A Tribute to Nursing from Driscoll’s Chief Nursing Officer

Today marks the start of National Nurses Week (May 6-12). We are also in the International Year of the Nurse and Midwife. In honor of these events, Julie Piña, MSN, RN, CNOR, NEA-BC, Chief Nursing Officer for Driscoll Children’s Hospital, offers her perspective on nursing: 

When the World Health Organization named 2020 the “International Year of the Nurse and Midwife”, COVID-19 was not in the global spotlight as it is now.  2020 is a year none of us who work in health care will ever forget. 

The goal of WHO’s campaign is based on the belief that by having a strong nursing and midwifery base, the world is better positioned to achieve universal health coverage and improve global health.  Nurses must also be able to work at their full potential in environments that are safe from personal harm, and where they are respected as part of an integrated health care team. 

At Driscoll Children’s Hospital, the thought is the same.  By having a strong nursing base where nurses at all levels can work at their maximum potential in a safe environment, where they are respected as integral members of the healthcare team, together we can work to serve more and more children of south Texas.   

Whether we work in an ambulatory setting, acute care or in advanced practice role—none of us can do what we do without our team working beside us, so thank you to our entire healthcare team while we recognize nurses during national Nurses week.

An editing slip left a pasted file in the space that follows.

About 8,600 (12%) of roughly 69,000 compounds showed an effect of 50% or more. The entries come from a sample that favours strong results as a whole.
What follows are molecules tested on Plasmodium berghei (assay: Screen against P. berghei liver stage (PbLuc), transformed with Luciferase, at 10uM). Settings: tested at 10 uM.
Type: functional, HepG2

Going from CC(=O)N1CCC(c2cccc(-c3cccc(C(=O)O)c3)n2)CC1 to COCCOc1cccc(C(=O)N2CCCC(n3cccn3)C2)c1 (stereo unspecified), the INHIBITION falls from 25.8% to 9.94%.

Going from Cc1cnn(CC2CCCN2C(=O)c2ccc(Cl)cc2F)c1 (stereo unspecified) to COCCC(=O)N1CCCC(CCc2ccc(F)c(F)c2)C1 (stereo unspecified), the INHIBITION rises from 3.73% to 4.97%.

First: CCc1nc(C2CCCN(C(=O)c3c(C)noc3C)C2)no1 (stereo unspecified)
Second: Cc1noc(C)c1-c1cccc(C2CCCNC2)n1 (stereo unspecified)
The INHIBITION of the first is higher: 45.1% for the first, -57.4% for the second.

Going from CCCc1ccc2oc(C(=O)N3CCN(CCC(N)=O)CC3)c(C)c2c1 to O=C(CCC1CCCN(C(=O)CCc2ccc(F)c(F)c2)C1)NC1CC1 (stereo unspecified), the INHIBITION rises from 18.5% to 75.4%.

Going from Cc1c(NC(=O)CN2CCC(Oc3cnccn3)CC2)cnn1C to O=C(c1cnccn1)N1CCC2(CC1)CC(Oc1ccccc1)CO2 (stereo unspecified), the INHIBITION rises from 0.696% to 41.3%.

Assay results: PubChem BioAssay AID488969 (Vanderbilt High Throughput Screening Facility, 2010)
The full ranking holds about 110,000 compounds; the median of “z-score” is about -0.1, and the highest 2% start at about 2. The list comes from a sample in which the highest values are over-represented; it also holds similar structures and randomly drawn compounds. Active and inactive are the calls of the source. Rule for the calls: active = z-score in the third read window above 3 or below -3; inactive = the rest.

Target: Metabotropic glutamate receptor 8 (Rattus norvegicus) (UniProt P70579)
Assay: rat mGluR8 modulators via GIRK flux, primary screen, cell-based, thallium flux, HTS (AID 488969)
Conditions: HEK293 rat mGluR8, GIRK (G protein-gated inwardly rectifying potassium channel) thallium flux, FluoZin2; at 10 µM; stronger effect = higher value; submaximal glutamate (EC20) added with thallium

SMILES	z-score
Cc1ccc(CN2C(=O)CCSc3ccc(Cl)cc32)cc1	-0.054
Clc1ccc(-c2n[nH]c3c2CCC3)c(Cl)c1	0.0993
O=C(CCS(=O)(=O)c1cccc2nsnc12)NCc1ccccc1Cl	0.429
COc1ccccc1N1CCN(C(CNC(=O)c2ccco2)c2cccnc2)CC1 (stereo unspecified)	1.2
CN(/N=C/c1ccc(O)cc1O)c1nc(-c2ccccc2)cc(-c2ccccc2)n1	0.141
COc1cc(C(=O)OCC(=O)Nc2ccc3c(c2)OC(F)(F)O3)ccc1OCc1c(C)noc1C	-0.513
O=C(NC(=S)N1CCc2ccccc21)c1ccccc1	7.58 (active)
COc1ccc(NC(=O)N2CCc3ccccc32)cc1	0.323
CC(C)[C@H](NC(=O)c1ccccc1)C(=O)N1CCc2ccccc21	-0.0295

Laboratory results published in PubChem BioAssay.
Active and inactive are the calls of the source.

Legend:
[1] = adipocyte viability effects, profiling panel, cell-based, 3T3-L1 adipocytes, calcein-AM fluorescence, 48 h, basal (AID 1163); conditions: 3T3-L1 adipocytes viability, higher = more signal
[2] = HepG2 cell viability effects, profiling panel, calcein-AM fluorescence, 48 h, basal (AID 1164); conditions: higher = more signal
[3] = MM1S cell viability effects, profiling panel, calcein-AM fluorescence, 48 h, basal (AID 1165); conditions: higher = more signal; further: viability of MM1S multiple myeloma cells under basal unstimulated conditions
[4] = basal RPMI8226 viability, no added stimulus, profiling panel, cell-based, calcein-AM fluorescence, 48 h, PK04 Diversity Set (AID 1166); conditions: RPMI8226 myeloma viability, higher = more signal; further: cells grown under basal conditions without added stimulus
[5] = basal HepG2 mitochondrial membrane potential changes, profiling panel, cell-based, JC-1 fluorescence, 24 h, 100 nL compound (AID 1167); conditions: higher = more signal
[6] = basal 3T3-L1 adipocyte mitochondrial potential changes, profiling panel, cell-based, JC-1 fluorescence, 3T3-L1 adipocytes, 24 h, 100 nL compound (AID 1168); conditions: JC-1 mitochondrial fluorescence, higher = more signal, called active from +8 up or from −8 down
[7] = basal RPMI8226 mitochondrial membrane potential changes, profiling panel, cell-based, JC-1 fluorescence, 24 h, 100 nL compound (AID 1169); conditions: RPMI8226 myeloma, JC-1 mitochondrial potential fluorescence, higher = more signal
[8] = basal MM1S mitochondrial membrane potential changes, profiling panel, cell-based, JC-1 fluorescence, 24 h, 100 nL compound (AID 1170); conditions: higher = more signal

As an RN for 36 years, I LOVE being a nurse and wouldn’t trade what I have experienced for anything else out there.  I had a “friend” ask me several years ago, after I had moved in to an administrative role, that since I was no longer a “real” nurse, what did I do all day?  My response then was no different than it is today.  Being a nurse is not just a job to me.  It is not something I turn on or off, depending on where I am, or what time of the day it is.  Being a nurse is a belief.  It is a way of life.  You just are.    

My badge does not make me a nurse, nor does my title. I don’t put my “nurse hat” on the shelf when I go home at the end of the day.  The expectations and privileges of getting to be a nurse in the first place, are sacred and special.  Explaining what being a nurse is like to others is often difficult to put in to words….unless you are a nurse.  There are unwritten expectations, almost instinctive actions that nurses just do, because they know what it means to be a nurse.  So, this year, even with COVID-19 disrupting life as we knew it, the role of the nurse remains as vital and important as it ever was.  Thank you for choosing to be a nurse.  We celebrate you and we thank you. 

Julie Piña, MSN, RN, CNOR, NEA-BC
Chief Nursing Officer